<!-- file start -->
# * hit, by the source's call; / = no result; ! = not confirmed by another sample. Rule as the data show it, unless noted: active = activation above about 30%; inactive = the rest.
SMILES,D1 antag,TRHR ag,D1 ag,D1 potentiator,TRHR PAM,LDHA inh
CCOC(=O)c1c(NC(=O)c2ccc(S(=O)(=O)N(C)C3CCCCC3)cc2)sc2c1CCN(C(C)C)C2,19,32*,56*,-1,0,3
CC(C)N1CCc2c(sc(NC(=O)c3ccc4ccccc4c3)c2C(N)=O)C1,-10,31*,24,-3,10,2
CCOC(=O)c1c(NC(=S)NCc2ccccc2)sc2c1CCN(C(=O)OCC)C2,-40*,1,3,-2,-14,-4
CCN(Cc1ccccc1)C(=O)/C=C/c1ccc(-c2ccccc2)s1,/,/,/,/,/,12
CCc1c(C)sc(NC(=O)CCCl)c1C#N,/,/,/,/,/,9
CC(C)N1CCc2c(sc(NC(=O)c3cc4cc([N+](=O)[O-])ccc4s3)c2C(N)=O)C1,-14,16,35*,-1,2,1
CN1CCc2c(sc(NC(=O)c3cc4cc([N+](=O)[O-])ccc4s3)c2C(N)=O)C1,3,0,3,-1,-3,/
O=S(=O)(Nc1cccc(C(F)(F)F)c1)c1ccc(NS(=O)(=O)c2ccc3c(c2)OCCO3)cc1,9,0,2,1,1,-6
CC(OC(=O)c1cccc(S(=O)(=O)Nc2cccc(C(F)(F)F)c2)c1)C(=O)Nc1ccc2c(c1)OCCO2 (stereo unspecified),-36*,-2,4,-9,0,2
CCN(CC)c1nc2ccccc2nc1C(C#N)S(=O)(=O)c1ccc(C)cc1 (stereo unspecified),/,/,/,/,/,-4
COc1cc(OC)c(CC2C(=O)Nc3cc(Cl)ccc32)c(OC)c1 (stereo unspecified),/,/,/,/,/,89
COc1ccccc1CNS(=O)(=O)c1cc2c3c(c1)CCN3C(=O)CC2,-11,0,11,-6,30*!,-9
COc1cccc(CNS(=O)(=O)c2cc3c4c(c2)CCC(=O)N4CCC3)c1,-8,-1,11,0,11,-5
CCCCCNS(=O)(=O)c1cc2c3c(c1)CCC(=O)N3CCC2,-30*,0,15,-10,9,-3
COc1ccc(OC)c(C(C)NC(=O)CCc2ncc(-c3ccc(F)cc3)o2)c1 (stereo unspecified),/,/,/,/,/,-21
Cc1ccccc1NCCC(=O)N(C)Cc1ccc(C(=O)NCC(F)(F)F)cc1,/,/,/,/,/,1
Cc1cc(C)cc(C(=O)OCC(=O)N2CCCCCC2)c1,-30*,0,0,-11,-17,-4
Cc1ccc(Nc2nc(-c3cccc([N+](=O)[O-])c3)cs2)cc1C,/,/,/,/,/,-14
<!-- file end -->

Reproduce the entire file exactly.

# * hit, by the source's call; / = no result; ! = not confirmed by another sample. Rule as the data show it, unless noted: active = activation above about 30%; inactive = the rest.
SMILES,D1 antag,TRHR ag,D1 ag,D1 potentiator,TRHR PAM,LDHA inh
CCOC(=O)c1c(NC(=O)c2ccc(S(=O)(=O)N(C)C3CCCCC3)cc2)sc2c1CCN(C(C)C)C2,19,32*,56*,-1,0,3
CC(C)N1CCc2c(sc(NC(=O)c3ccc4ccccc4c3)c2C(N)=O)C1,-10,31*,24,-3,10,2
CCOC(=O)c1c(NC(=S)NCc2ccccc2)sc2c1CCN(C(=O)OCC)C2,-40*,1,3,-2,-14,-4
CCN(Cc1ccccc1)C(=O)/C=C/c1ccc(-c2ccccc2)s1,/,/,/,/,/,12
CCc1c(C)sc(NC(=O)CCCl)c1C#N,/,/,/,/,/,9
CC(C)N1CCc2c(sc(NC(=O)c3cc4cc([N+](=O)[O-])ccc4s3)c2C(N)=O)C1,-14,16,35*,-1,2,1
CN1CCc2c(sc(NC(=O)c3cc4cc([N+](=O)[O-])ccc4s3)c2C(N)=O)C1,3,0,3,-1,-3,/
O=S(=O)(Nc1cccc(C(F)(F)F)c1)c1ccc(NS(=O)(=O)c2ccc3c(c2)OCCO3)cc1,9,0,2,1,1,-6
CC(OC(=O)c1cccc(S(=O)(=O)Nc2cccc(C(F)(F)F)c2)c1)C(=O)Nc1ccc2c(c1)OCCO2 (stereo unspecified),-36*,-2,4,-9,0,2
CCN(CC)c1nc2ccccc2nc1C(C#N)S(=O)(=O)c1ccc(C)cc1 (stereo unspecified),/,/,/,/,/,-4
COc1cc(OC)c(CC2C(=O)Nc3cc(Cl)ccc32)c(OC)c1 (stereo unspecified),/,/,/,/,/,89
COc1ccccc1CNS(=O)(=O)c1cc2c3c(c1)CCN3C(=O)CC2,-11,0,11,-6,30*!,-9
COc1cccc(CNS(=O)(=O)c2cc3c4c(c2)CCC(=O)N4CCC3)c1,-8,-1,11,0,11,-5
CCCCCNS(=O)(=O)c1cc2c3c(c1)CCC(=O)N3CCC2,-30*,0,15,-10,9,-3
COc1ccc(OC)c(C(C)NC(=O)CCc2ncc(-c3ccc(F)cc3)o2)c1 (stereo unspecified),/,/,/,/,/,-21
Cc1ccccc1NCCC(=O)N(C)Cc1ccc(C(=O)NCC(F)(F)F)cc1,/,/,/,/,/,1
Cc1cc(C)cc(C(=O)OCC(=O)N2CCCCCC2)c1,-30*,0,0,-11,-17,-4
Cc1ccc(Nc2nc(-c3cccc([N+](=O)[O-])c3)cs2)cc1C,/,/,/,/,/,-14